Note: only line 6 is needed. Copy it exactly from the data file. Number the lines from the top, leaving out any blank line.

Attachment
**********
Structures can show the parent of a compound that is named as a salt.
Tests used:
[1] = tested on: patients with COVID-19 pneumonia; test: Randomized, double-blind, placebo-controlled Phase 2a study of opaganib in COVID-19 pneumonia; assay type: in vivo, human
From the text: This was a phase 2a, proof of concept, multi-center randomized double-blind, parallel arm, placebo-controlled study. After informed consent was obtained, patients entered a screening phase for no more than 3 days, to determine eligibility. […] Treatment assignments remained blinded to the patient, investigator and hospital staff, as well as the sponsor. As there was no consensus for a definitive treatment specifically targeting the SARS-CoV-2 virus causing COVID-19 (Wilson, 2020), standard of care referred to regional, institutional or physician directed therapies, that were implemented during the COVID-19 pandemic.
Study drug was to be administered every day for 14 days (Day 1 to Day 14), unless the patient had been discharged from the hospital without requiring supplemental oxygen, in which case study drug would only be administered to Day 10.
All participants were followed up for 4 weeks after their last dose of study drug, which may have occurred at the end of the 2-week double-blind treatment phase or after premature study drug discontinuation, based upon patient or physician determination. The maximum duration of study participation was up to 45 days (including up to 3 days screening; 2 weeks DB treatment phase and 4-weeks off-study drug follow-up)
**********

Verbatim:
All participants were followed up for 4 weeks after their last dose of study drug, which may have occurred at the end of the 2-week double-blind treatment phase or after premature study drug discontinuation, based upon patient or physician determination. The maximum duration of study participation was up to 45 days (including up to 3 days screening; 2 weeks DB treatment phase and 4-weeks off-study drug follow-up)